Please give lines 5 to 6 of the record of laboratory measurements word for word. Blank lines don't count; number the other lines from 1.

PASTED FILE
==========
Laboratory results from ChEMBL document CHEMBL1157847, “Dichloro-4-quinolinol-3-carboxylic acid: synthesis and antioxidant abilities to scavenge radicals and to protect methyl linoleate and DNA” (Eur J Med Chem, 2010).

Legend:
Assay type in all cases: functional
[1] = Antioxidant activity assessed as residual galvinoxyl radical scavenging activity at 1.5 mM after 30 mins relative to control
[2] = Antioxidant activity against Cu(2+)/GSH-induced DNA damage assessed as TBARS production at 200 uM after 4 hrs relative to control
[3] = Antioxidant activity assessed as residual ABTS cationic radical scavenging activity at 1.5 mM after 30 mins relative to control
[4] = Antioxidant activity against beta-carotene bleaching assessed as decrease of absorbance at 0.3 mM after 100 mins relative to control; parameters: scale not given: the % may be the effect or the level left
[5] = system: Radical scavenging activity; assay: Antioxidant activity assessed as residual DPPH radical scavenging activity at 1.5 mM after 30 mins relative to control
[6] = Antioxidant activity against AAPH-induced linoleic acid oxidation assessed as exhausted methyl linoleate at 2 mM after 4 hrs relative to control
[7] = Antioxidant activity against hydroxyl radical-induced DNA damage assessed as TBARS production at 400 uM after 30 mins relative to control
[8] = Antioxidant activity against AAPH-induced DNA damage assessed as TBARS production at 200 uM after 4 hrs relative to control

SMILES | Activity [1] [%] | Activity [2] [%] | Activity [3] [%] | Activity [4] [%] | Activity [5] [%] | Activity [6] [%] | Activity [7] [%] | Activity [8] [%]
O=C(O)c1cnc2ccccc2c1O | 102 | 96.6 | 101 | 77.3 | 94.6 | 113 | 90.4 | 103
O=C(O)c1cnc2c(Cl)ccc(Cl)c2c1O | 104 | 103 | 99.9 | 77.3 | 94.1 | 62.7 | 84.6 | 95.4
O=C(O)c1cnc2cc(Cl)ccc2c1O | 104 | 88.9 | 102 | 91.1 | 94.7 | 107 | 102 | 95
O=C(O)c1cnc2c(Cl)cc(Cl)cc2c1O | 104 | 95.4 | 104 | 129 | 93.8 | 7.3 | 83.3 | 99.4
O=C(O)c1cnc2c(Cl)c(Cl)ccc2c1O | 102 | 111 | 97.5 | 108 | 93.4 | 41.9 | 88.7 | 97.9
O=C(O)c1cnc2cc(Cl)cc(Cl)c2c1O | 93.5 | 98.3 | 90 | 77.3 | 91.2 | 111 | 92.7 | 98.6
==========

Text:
[2] = Antioxidant activity against Cu(2+)/GSH-induced DNA damage assessed as TBARS production at 200 uM after 4 hrs relative to control
[3] = Antioxidant activity assessed as residual ABTS cationic radical scavenging activity at 1.5 mM after 30 mins relative to control